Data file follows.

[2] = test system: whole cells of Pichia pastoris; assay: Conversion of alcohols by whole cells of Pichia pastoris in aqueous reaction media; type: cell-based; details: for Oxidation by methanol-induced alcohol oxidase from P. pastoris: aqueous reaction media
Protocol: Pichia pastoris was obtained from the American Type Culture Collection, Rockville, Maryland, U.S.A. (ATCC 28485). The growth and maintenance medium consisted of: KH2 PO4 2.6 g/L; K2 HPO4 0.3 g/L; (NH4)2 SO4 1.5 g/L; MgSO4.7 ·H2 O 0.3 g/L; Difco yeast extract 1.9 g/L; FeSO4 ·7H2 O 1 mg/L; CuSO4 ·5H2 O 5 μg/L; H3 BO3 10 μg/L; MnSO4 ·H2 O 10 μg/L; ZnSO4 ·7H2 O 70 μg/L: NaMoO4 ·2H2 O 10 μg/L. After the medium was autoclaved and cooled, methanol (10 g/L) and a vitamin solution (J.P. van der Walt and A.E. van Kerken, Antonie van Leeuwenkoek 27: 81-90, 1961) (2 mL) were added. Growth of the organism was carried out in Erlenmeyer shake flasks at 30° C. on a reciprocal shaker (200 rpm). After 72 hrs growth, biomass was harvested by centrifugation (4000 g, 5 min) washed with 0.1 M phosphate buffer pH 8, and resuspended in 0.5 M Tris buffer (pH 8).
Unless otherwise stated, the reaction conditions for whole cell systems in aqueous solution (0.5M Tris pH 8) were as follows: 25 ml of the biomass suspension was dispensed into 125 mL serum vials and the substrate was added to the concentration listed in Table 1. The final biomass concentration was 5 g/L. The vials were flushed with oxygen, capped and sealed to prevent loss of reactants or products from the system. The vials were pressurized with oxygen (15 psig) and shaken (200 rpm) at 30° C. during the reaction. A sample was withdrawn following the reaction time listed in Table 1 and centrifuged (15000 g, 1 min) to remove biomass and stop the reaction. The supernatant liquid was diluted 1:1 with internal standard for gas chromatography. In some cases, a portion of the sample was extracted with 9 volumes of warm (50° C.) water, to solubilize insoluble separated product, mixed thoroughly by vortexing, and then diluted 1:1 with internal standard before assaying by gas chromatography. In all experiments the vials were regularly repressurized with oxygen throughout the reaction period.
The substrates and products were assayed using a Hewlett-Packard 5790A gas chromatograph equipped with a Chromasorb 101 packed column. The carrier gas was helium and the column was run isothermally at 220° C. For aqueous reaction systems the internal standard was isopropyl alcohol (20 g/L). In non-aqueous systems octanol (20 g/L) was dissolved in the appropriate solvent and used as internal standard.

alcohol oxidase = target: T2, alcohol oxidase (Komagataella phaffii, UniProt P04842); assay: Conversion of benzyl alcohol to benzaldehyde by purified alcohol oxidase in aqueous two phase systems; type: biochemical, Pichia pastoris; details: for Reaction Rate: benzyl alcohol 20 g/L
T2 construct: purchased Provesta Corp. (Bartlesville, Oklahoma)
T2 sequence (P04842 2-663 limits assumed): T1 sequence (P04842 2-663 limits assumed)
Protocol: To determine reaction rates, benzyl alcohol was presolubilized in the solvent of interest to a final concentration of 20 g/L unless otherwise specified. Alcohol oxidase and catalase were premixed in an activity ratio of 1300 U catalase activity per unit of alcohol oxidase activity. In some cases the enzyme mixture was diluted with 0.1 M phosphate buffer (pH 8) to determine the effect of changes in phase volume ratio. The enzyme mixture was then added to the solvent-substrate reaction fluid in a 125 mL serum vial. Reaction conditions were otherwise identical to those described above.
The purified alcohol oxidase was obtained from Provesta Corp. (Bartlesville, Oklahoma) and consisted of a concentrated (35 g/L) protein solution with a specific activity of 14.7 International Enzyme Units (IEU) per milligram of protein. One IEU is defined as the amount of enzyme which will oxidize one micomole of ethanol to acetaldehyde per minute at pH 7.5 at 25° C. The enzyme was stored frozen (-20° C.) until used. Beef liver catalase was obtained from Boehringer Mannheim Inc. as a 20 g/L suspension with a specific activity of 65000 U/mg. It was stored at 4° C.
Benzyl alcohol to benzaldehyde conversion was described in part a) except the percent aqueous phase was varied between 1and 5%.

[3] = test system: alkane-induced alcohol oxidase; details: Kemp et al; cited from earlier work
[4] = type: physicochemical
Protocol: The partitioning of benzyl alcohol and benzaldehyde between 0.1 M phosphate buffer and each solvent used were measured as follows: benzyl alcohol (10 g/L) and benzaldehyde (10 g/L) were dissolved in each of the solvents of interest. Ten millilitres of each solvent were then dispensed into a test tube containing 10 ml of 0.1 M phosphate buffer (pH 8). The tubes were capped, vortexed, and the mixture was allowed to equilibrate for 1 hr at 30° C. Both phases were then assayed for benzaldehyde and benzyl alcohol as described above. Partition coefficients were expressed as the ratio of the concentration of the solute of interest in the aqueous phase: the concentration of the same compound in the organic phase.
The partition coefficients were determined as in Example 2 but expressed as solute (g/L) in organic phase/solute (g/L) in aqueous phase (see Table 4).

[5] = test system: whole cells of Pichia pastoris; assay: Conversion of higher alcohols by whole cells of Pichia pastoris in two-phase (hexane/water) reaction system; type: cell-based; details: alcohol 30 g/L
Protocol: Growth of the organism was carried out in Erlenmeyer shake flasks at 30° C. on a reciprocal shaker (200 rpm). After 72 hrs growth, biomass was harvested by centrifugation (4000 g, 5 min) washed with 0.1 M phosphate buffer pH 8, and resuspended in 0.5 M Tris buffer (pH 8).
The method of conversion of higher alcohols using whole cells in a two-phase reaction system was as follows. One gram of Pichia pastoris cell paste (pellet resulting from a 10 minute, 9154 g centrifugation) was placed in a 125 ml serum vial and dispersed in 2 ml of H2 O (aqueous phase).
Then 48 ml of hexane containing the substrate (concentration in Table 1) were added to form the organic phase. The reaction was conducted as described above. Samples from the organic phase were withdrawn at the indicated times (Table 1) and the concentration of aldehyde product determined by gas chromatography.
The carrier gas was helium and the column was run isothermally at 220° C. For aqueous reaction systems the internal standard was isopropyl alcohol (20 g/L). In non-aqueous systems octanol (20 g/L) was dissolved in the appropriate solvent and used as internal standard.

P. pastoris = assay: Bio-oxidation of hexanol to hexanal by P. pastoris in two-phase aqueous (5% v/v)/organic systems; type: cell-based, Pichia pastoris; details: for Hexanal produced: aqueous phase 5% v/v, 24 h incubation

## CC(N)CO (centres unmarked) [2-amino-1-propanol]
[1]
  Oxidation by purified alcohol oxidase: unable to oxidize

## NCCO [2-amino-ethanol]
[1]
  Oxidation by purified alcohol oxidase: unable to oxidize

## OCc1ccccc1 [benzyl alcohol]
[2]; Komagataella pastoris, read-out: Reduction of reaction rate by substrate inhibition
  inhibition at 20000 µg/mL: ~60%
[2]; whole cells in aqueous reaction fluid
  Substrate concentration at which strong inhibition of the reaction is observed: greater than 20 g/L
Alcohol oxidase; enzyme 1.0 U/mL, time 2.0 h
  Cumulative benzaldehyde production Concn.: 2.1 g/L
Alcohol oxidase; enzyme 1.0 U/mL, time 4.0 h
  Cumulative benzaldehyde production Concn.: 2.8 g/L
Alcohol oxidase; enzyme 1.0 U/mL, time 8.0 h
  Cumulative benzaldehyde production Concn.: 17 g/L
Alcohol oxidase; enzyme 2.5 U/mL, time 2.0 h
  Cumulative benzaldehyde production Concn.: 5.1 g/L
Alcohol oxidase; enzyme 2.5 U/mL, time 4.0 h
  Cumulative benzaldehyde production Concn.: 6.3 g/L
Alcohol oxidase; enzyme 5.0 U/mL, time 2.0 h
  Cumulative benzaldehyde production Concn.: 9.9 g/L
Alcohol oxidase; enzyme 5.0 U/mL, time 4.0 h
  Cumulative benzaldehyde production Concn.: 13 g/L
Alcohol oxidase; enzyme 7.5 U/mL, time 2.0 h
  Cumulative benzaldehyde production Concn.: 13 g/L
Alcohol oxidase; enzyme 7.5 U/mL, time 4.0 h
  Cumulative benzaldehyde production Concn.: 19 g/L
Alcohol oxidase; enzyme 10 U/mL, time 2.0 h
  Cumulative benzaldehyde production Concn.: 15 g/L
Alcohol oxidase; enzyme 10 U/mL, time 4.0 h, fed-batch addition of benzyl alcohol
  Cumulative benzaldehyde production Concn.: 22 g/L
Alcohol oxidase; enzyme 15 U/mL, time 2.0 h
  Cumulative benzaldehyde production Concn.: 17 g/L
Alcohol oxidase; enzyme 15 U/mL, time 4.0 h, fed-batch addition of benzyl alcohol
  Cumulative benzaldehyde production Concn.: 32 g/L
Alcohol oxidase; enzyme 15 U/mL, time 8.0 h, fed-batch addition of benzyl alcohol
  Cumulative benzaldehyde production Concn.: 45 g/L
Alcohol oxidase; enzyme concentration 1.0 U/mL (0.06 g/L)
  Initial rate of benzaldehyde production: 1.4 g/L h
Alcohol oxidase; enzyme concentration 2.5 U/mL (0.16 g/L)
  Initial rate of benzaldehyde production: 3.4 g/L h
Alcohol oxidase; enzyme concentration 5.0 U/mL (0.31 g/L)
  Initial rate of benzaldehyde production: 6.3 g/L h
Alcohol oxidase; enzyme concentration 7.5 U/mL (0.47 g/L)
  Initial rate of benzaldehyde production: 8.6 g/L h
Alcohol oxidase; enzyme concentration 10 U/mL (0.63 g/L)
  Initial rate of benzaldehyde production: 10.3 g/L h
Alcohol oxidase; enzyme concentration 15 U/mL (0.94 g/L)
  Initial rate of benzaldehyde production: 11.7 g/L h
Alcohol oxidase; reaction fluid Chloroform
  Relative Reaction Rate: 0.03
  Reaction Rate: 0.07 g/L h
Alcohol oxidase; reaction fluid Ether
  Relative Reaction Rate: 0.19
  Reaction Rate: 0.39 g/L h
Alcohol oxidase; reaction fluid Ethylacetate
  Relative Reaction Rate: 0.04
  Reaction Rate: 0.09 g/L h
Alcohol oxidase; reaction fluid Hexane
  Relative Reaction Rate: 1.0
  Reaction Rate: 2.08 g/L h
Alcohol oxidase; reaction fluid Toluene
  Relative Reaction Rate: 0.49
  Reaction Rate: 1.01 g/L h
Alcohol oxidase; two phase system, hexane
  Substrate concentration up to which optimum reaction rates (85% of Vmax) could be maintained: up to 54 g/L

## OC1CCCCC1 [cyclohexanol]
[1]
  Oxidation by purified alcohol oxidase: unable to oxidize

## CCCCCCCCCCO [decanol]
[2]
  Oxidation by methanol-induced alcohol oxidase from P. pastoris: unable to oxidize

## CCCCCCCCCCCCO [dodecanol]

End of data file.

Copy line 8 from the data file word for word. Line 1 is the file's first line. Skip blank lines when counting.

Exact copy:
Protocol: To determine reaction rates, benzyl alcohol was presolubilized in the solvent of interest to a final concentration of 20 g/L unless otherwise specified. Alcohol oxidase and catalase were premixed in an activity ratio of 1300 U catalase activity per unit of alcohol oxidase activity. In some cases the enzyme mixture was diluted with 0.1 M phosphate buffer (pH 8) to determine the effect of changes in phase volume ratio. The enzyme mixture was then added to the solvent-substrate reaction fluid in a 125 mL serum vial. Reaction conditions were otherwise identical to those described above.